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verb (used with object)
  1. to stab with a poniard.

Origin of poniard

1580–90; < French poignard, derivative of poing fist < Latin pugnus; see -ard
Dictionary.com Unabridged Based on the Random House Unabridged Dictionary, © Random House, Inc. 2018

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Historical Examples of poniard

British Dictionary definitions for poniard


  1. a small dagger with a slender blade
  1. (tr) to stab with a poniard

Word Origin for poniard

C16: from Old French poignard dagger, from poing fist, from Latin pugnus; related to Latin pugnāre to fight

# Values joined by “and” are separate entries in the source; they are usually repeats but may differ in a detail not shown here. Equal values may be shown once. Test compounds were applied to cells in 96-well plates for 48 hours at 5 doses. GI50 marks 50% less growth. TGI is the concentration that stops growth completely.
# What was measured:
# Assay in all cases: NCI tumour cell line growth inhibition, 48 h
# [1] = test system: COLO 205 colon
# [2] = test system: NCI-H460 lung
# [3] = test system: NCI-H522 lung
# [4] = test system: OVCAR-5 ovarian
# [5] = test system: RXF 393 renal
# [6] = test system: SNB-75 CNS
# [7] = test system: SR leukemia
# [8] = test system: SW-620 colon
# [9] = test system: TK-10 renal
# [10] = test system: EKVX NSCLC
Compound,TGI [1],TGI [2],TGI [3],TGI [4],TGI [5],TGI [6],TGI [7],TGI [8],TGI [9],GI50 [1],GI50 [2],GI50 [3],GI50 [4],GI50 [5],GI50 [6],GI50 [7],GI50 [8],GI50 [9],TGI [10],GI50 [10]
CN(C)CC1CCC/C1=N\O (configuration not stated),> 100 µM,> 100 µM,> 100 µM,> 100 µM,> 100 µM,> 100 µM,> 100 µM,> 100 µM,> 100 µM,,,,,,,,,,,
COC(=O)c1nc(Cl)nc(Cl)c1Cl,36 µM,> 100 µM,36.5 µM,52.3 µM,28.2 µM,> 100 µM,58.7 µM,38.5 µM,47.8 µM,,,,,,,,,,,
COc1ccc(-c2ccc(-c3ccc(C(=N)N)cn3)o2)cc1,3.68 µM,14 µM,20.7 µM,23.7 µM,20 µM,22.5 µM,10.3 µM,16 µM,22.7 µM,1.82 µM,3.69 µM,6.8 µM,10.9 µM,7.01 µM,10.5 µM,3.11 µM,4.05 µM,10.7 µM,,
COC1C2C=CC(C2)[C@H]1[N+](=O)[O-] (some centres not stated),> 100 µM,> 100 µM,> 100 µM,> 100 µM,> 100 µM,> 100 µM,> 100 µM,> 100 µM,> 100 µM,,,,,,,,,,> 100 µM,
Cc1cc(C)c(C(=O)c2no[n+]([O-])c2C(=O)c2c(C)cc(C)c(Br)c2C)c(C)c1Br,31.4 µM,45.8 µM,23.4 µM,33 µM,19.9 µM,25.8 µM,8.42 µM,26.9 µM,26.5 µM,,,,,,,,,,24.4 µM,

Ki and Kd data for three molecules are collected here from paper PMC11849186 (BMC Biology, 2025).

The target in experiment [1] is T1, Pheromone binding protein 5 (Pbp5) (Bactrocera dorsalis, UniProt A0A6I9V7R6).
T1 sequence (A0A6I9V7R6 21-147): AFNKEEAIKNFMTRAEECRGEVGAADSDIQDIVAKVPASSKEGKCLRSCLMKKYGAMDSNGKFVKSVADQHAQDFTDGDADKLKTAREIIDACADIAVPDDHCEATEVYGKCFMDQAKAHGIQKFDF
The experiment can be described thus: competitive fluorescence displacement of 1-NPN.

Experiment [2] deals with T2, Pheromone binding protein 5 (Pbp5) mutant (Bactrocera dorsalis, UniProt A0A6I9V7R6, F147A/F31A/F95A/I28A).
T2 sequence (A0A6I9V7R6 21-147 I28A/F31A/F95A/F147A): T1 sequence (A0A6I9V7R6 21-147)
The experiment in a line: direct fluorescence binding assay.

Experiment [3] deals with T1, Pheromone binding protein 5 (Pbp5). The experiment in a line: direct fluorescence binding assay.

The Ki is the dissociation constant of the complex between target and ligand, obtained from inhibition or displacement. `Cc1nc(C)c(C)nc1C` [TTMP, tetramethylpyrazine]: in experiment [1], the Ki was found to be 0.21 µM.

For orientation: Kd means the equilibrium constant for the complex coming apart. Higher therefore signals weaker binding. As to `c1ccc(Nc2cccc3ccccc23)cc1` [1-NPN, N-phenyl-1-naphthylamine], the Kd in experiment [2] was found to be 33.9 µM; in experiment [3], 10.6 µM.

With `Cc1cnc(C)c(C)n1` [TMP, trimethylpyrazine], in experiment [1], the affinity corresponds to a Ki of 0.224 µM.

Collins English Dictionary - Complete & Unabridged 2012 Digital Edition © William Collins Sons & Co. Ltd. 1979, 1986 © HarperCollins Publishers 1998, 2000, 2003, 2005, 2006, 2007, 2009, 2012

Word Origin and History for poniard

1580s, from Middle French poinard (early 16c.), from Old French poignal "dagger," literally "anything grasped with the fist," from poing "fist," from Latin pungus "fist," from PIE root *peuk- (see pugnacious). Probably altered in French by association with poindre "to stab." Cf. Latin pugnus "fist," pugio "dagger." As a verb from c.1600.

Online Etymology Dictionary, © 2010 Douglas Harper